Over the last year or so I’ve compared the advertising output of M&S and John Lewis several times; last Christmas I gave a thumbs down for M&S and thumbs up for John Lewis. Neither was an opinion of the quality of the work, both very good, but more to do with the ‘fit’ with the brand.
By coincidence we have the opportunity to compare and contrast yet again with John Lewis and their insurance TV spot plus the new campaign from M&S. And again I have the same reaction. Both have excellent advertising agencies working for them, so there should be equality on all aspects of the process such as planning, briefing, creative resource, etc., but one seems to hit the bulls-eye and the other missing by a mile – again! I’m beginning to think the clients are the key to the outcomes.
John Lewis appears to have a real handle on their target audience and they also seem to have the confidence to be understated in how they talk to middle England. Last Christmas a snowman trudges up hill and down dale to acquire a scarf and gloves for Mrs. Snowman with an INXS track in the background (aimed at 40 ‘somethings’ who would have been around 18 when it first hit the airwaves).
The current home insurance spot follows a similar formula. Clever visual technique making it very watchable with another vintage track from Fleetwood Mac, same decade as INXS. No product sell, nothing overstated, just an emotional roller coaster for John Lewis fans. After seeing the TV spot I picked up the insurance literature in Peter Jones!
Cut to M&S. Last Christmas we had ‘Christmas Hits’ featuring a montage of cool people, young and older, jumping around to the various tracks in M&S gear. What was on screen has a) little to do with their actual customer base and b) nothing to do with the stores. If someone had just landed from the moon and saw that spot they would have felt very let down when they checked out the stores.
I think they have done it again with their autumn/winter campaign. This time the cool people and music have been replaced by upmarket photography of posh people. Same mistake all over again, not their target audience and not their stores. Why do they keep repeating the same mistake? It’s an attempt at re-positioning M&S in the eyes of both falling current and lapsed customers who have gone elsewhere. I don’t think it will work.
Years ago I put together a visual model for senior client management that puts brands in to three life stages of brand equity strength; Rising Stars, Orbiting Stars and Fading Stars. Every brand experiences this journey whether it is over two years or fifty. A potential move from one zone to the next requires radical shifts in strategy. The management trick is knowing where their brand is at today and tomorrow. The tough zone is Fading Star’s as the descent takes on a life of its own, just consider in the retail space Comet, Blockbuster, Blacks, Woolworth, who went bump in the night and others having a challenging time such as French Connection.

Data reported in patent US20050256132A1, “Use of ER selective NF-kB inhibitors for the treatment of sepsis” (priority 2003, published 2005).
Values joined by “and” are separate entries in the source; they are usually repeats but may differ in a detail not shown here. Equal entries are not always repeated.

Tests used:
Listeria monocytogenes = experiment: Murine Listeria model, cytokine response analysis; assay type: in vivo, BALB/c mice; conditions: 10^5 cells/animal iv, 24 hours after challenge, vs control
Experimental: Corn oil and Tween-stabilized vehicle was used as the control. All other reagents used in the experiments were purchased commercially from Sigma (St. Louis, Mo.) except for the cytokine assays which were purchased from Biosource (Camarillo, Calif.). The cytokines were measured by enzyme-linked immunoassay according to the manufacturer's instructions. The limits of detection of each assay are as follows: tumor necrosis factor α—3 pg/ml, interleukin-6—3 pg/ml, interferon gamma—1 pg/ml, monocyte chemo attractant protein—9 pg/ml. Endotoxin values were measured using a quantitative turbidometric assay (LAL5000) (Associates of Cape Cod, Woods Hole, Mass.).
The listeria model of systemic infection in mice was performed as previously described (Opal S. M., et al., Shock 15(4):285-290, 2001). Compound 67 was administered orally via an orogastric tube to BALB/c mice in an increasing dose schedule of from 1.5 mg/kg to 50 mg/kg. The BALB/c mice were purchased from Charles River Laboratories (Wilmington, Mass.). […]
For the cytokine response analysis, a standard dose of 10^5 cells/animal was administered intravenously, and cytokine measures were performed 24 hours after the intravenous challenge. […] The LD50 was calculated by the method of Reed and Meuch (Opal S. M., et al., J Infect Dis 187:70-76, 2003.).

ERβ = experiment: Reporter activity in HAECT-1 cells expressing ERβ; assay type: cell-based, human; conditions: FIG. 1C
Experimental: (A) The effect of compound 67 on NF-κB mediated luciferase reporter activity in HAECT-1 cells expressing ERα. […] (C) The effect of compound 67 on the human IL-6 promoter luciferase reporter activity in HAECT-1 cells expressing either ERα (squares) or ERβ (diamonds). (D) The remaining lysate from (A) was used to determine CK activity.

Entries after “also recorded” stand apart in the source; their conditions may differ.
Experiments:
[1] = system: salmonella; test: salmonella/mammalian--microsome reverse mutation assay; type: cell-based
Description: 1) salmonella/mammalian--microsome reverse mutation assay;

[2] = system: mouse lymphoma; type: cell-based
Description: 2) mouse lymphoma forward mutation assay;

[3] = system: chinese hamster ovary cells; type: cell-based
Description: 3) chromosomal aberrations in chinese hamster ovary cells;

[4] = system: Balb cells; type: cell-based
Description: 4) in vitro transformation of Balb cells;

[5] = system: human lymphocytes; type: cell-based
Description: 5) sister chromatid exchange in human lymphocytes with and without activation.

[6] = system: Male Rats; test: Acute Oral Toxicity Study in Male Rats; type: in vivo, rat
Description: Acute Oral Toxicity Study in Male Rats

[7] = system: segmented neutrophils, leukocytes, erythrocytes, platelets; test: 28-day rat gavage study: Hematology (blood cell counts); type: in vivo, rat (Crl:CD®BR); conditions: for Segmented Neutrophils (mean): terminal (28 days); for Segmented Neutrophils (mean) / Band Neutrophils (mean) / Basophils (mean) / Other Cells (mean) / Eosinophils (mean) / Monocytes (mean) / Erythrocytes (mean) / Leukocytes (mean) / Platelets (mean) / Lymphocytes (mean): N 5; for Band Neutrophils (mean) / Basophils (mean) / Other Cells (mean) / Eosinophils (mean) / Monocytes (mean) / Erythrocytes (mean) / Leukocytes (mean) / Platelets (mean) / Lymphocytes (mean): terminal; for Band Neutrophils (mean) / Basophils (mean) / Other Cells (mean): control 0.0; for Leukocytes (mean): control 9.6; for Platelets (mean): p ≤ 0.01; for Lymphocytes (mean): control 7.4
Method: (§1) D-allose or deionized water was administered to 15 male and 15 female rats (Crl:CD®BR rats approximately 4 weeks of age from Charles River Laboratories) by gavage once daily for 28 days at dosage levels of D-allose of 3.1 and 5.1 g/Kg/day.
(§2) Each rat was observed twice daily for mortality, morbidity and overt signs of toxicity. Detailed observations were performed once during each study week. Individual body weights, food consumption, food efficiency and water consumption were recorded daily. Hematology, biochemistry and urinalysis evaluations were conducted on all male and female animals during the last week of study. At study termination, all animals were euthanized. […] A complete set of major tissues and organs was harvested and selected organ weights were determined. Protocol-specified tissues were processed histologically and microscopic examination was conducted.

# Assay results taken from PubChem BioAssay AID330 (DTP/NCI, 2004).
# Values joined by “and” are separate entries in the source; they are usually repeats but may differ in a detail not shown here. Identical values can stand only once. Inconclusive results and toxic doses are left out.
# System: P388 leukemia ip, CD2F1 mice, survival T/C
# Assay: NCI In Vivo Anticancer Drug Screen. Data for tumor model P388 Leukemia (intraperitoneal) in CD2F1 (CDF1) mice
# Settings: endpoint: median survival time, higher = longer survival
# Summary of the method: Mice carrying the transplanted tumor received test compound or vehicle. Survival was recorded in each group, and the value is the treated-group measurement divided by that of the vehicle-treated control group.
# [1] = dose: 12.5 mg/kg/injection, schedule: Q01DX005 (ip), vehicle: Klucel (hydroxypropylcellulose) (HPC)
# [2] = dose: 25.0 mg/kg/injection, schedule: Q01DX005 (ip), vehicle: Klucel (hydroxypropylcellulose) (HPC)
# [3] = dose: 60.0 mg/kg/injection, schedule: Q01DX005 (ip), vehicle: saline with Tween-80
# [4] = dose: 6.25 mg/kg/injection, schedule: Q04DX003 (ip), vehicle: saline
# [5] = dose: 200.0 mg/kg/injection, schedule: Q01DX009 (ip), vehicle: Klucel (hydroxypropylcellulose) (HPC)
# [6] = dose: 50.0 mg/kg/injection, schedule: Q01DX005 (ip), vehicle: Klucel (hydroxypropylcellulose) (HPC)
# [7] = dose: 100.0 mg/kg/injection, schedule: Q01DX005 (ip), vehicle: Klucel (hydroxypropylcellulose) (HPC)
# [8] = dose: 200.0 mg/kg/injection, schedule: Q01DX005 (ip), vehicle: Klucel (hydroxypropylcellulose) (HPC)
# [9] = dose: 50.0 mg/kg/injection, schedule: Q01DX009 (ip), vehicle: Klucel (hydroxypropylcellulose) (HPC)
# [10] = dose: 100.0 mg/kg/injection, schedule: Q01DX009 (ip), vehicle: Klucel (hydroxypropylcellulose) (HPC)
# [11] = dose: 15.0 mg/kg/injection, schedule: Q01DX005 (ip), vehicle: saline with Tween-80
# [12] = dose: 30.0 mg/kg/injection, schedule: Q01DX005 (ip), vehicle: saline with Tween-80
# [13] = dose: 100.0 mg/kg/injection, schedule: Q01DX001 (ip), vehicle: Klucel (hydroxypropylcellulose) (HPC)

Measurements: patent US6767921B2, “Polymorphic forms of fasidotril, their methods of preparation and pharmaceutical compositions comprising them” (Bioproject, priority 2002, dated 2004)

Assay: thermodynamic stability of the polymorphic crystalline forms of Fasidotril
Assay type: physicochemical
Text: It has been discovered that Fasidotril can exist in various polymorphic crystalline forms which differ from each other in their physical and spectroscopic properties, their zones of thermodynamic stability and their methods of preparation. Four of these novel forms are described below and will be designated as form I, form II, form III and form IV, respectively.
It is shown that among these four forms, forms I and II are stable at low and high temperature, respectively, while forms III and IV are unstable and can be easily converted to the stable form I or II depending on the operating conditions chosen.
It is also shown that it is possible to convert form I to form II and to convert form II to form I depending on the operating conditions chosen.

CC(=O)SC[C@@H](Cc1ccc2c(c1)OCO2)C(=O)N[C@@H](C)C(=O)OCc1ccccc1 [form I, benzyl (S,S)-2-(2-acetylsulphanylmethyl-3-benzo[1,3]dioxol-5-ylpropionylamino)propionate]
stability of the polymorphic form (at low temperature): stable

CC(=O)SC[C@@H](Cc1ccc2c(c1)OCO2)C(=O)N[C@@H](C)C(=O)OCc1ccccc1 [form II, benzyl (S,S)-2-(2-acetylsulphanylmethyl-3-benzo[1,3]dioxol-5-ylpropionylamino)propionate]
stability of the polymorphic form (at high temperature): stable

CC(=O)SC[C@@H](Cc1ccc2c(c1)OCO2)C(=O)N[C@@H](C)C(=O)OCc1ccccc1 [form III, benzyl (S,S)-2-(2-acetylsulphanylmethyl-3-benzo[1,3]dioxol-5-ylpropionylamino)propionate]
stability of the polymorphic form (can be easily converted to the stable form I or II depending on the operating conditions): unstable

M&S has been a Fading Star for some years now as their customers desert them for alternative on-line and off-line brands. Advertising can’t fix this problem, as a friend of mine said ‘it’s like painting lipstick on a gorilla, it’s still a gorilla’. M&S keep painting lipstick on their business hoping it will tempt deserters back to check out the new ranges. However it is the whole package that needs changing, not the advertising. In the business press stories continue about investor dis-satisfaction with M&S and the threat to the senior management’s long term employment prospects.
M&S has been an Orbiting Star for decades and maybe just became complacent, maybe slow to predict how the landscape would impact on their business, on the back foot with the whole retail experience – Stuart Rose timing was immaculate when he stepped down, maybe he saw it coming?
The reality today is the speed of change is much faster than it might have been twenty years ago and all businesses, big or small, need their forward radar switched on to full if they are to avoid the fickleness of the great unwashed; as many observers have commented power has moved from the advertiser to the advertised. M&S have a big job on their hands to turn the graph from decline to incline; the current advertising won’t do it for them.